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Day Seat Etiquette.

June 11, 2014

I actually posted this recently on the “Whatsonstage” message board, but wanted to add it here as well, as I thought it raised an interesting question.

Somebody on that board noted that in New York, a paid “supervisor” keeps order in the “day seat,” sorry, “rush tickets” line. London, the “Book of Mormon” draw supervisor aside, has no such factotum. And we seem to cope.

Sure, there are those who abuse it, “holding” places for those too lazy to get up has to be a “no,” just not fair to those in the rest of the line. Still, I wondered whether the reasons we are still informal might include:

Queuing is our national sport. “A Brit, when alone, will always form an orderly line of one.”

We are adults, and don’t need supervision.

A dispute in Shaftesbury Avenue is very unlikely to turn into “Gunfight at the TKTS Corral,” hence no need for a member of staff for insurance liability purposes.

Broadway box offices are heavily unionised, so maybe a “line supervisor” post was agreed by local teamsters when the idea came in? (Be interested if a NY reader can comment on that!).

Staff costs in the UK are too high to hire an extra person unless ordered to by the union (see above).

We just haven’t got around to it yet or realised the publicity a fun supervisor can bring to a show – as the legendary “Rent” man did on Broadway for all those years.

Can you imagine all the Shaftesbury Avenue theatres having a “fairground barker” outside every night? I’d actually love to see that as pre-show entertainment, and it could become a real tourist attraction if handled right…

2 Comments
  1. Sycamore Flint permalink
    June 12, 2014 9:42 am

    I would like to have queue supervisors and some sort of formal system. I’ve been in too many of these sorts of queues and got tense too many times about etiquette to want to leave it entirely up to the queuers. The worst etiquette breach is the late-arriver joining their already-queueing friend, especially of course if they are not just buying for themselves. I also don’t like the placeholder approach. If the person having the place held for them can’t get there early for whatever reason, tough. A supervisor would be able to move the late arriver back.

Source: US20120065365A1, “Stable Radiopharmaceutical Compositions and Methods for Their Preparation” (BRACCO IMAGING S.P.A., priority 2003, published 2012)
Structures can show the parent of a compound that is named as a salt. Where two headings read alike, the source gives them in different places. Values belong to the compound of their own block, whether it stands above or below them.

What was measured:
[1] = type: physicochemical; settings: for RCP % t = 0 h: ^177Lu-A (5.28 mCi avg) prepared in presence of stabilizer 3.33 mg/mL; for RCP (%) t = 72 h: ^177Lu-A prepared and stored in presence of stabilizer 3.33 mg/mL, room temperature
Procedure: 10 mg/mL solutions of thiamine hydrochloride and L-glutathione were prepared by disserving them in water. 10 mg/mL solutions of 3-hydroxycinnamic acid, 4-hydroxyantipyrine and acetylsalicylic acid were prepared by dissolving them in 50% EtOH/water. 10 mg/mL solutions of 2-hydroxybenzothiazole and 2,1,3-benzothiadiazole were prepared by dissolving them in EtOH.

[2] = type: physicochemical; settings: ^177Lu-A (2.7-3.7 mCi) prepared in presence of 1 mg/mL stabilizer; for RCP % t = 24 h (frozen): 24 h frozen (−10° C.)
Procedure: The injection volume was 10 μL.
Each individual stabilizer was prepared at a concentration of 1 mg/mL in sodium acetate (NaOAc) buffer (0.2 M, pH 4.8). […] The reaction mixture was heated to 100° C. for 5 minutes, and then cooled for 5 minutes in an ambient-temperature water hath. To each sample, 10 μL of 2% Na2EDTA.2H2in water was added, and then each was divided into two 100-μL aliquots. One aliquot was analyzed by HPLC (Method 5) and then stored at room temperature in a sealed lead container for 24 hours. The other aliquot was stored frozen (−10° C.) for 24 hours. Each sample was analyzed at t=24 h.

In such queues, you can’t help scrutinising every person who comes anywhere near the queue, in case they turn out to be one of those who “innocently” hover near the front, looking into the middle distance, possibly planning to inveigle themselves into the line when it starts moving. In general admission queues for entry to rock concerts I’ve twice flown into a rage and had tussles/shouting matches with people doing that. At some of those events, people at the front have started a numbering system, and at one a security man was doing the same. It definitely keeps the tension levels down, but it’s not the sort of thing the British tend to like much.

    • Steve Rich permalink
      June 12, 2014 10:23 am

      I agree I hate place holders for late arrivers, and that distrust thing. The only question is can someone enforce things really well without getting hurt?

      Also, a reader has just told me people started queuing for “Clarence Darrow” at 11.30pm last night for today. So would venues pay for a supervisor to work all night?

      I’ve heard of unofficial line numbers too – the prommers do it at the Royal Albert Hall each year, I know.

      If it went official, handing out timed arrival tickets that mark your place in the line I agree the Brits would probably resist it, and would those get sold on – unless a photo of the customer was taken and a ticket printed with a face on it? But then folk would get one and then go home and come back later.

      Don’t get me started on “general admission” lines either… I still remember the days of the Cottesloe at the National, where it was “survival of the fittest”!

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